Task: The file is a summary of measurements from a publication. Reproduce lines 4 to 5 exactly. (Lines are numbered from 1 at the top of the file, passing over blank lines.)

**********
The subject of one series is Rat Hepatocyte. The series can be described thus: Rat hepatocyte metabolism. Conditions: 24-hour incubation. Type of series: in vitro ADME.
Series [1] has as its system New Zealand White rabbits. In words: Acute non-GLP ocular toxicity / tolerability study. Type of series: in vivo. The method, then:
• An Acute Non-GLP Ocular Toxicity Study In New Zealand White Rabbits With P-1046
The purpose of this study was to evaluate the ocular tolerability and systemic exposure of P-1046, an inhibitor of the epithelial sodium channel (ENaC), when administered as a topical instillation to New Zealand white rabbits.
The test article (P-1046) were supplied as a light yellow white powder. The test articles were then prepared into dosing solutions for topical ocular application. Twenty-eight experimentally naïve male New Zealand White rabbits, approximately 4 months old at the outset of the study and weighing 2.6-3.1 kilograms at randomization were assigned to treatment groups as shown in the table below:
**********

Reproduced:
The purpose of this study was to evaluate the ocular tolerability and systemic exposure of P-1046, an inhibitor of the epithelial sodium channel (ENaC), when administered as a topical instillation to New Zealand white rabbits.
The test article (P-1046) were supplied as a light yellow white powder. The test articles were then prepared into dosing solutions for topical ocular application. Twenty-eight experimentally naïve male New Zealand White rabbits, approximately 4 months old at the outset of the study and weighing 2.6-3.1 kilograms at randomization were assigned to treatment groups as shown in the table below: